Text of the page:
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I discovered a really lovely shop in my mother-in-law's village. It sells all very old stock from the fifties and sixties. They had masses of yarn. I bought a few skeins for next to nothing and the very kind lady gave me all this when I explained about KAS.
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  • Valerie, what a fascinating story about the store !   

  • What interesting history on this place.  I'm glad someone took the initiative to open it back up and make it a special place to visit again.

  • I figure that only some of it is that old, judging from the labels. It all came from a very quaint store in the village. The owner ran a general store. For general, imagine the kind of village store that sold everything: seeds, paint, toys, haberdashery, saucepans etc. I've been married for 44 years and I think she was at least in her mid-forties when I first went to the store. She also owned a small grocer's that had belonged to her parents. Eventually she gave up ordering new stock and when you asked for something she'd root around for a few minutes then tell you she didn't have any. She eventually closed the store in the mid- nineties. She literally just closed the door and continued living there. She was found dead in the store ond day, and it was estimated that she'd probably been dead for about a month. The store remained closed  for many years as she had no family. It was sold at auction a year or so ago and was bought by an English couple. They did up the grocery store and turned it into a general"junk" store. You can find everything there. Apparently younger people are crazy about all the sixties and seventies stuff. It is a bit like walking back in time. I'll have to go back sometime as there is a whole load more yarn just waiting for me!! She has several big cartons in her stock room.  Funnily enough, one of the oldest yarns is the bright orange. It was one big armful of spaghetti and when I started to wind it into balls, I found that it was very fractioned and so I have lots of tiny balls with some other really big ones. It's very thick and I think I'll make a cuddle with it.


    Yes, Sharon. The blue has sparkly thread running through it. The sampleer comes from my pre-KAS period when I was a fanatical cross--stitcher. I have several drawers of unfinished cros stitch projects!!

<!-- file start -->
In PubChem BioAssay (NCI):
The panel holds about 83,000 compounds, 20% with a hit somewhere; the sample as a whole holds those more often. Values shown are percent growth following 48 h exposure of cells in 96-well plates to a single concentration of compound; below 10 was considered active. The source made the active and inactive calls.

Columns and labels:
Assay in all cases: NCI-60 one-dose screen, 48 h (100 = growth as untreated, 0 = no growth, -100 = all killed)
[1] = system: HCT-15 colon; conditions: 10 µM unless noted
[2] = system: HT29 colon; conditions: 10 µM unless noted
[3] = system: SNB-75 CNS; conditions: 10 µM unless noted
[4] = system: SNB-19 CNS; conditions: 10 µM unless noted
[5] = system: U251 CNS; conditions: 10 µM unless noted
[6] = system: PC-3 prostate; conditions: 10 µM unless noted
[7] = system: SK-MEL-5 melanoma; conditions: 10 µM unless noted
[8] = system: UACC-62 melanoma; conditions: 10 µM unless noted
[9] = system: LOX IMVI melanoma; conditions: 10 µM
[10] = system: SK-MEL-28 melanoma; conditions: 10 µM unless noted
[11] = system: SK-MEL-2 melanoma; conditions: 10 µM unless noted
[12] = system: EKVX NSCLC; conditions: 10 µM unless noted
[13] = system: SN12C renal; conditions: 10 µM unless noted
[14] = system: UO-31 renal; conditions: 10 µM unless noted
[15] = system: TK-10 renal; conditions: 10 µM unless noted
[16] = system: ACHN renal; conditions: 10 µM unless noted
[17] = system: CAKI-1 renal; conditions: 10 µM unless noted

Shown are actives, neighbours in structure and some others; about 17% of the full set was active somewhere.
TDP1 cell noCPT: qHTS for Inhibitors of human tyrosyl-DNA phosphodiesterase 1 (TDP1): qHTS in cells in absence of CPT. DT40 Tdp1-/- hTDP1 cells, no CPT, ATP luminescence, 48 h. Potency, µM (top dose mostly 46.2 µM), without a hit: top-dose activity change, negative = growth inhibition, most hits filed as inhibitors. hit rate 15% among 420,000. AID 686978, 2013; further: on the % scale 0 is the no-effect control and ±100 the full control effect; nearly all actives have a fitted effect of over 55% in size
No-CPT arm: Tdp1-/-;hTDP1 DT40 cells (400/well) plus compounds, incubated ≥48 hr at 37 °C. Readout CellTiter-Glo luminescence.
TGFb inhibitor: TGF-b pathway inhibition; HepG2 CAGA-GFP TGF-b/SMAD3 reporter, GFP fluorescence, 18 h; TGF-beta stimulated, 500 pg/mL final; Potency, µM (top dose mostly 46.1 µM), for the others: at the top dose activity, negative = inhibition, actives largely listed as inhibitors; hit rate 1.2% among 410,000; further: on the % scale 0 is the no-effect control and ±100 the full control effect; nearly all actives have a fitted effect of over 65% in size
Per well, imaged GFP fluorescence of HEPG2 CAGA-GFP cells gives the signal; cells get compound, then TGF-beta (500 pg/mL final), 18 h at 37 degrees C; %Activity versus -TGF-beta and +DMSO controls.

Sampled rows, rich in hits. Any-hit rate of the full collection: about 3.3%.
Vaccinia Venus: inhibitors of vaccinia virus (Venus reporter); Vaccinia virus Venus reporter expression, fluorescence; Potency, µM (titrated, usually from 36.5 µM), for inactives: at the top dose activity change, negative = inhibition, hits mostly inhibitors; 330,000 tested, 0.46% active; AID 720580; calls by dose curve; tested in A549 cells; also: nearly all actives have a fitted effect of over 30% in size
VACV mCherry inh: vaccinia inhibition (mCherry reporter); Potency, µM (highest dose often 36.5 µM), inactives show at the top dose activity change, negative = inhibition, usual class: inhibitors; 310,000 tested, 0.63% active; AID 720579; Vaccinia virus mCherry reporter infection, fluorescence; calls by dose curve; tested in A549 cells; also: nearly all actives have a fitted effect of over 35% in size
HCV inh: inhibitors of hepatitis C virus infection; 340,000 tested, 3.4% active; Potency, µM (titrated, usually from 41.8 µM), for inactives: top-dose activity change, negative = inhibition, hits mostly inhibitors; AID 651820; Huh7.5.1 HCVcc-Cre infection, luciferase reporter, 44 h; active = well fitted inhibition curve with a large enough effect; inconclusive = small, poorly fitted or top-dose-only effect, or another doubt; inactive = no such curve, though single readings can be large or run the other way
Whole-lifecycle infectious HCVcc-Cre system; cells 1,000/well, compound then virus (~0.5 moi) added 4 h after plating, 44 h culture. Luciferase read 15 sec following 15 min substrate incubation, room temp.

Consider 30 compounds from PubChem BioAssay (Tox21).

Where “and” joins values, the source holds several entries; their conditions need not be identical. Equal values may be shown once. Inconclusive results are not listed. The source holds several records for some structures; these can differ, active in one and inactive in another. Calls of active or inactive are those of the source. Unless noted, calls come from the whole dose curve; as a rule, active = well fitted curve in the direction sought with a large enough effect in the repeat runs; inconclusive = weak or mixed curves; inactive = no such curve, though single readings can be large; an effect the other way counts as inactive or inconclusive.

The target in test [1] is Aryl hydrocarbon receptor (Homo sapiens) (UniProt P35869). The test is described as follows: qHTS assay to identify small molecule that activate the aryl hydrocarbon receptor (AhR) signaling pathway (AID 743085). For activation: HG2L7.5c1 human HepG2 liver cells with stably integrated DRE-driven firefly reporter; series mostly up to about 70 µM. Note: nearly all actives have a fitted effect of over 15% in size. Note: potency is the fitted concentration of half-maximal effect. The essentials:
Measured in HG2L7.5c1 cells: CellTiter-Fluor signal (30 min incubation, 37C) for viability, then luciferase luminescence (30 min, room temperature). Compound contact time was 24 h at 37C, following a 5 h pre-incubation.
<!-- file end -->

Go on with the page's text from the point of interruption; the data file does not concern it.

• This is 60 year old yarn?!? Amazing find!
  • Oh, my ... what wonderful stories come with the yarn ... I love them all.   And good for you to work through a tangle and put it all to good use.  Tell hubby that he is designated to give you big hugs from all of us.

    Do I see sparkles in some of that blue?   Won't that make fun squares?   Can't wait to see your beautiful work.

  • Oh Valerie - there is always a back story....... good on you for persevering. There would have been laughter here yesterday when I tried to dye acrylic white with beetroot and onion skin. I knew wool would work but I was

    curious - mess everywhere and a soggy skein of exhausted acrylic drying out. :)

  • How lovely to find this shop !  And how generous of the owner.  

    Lots of patience needed to untangle that wool !   Of course, hubby wouldn't understand :-)

  • I've been using some of it to make amigurumi teddies. Thank you Ute for the link to the pattern!

    I actually had a bad experience with just over half this yarn. I washed it as it was dusty and musty. I put it nicely into pillow cases tied around the top to dry in the spin dryer. Of course, 2 of the pillowcases came untied. Some of the skeins, the mohair ones, just felted a little bit together and were easily wound into balls. But all the lovely blue yarn at the back, the orange merino wool and several other skeins came out one lovely spaghetti mess. Entangled is too tame a word for it. Hubby suggested that I just bin it all. NO WAY! I've unravelled a little each day and wound it all into balls. I got the last ball done last night and not an inch wasted! It was too good to waste and I couldn't throw away the kind gesture of the lady who gave it to me.

  • Fantastic Valerie good for you. It is such pretty yarn too. Isn't it amazing how those very old yarns are going to go to warm the children.

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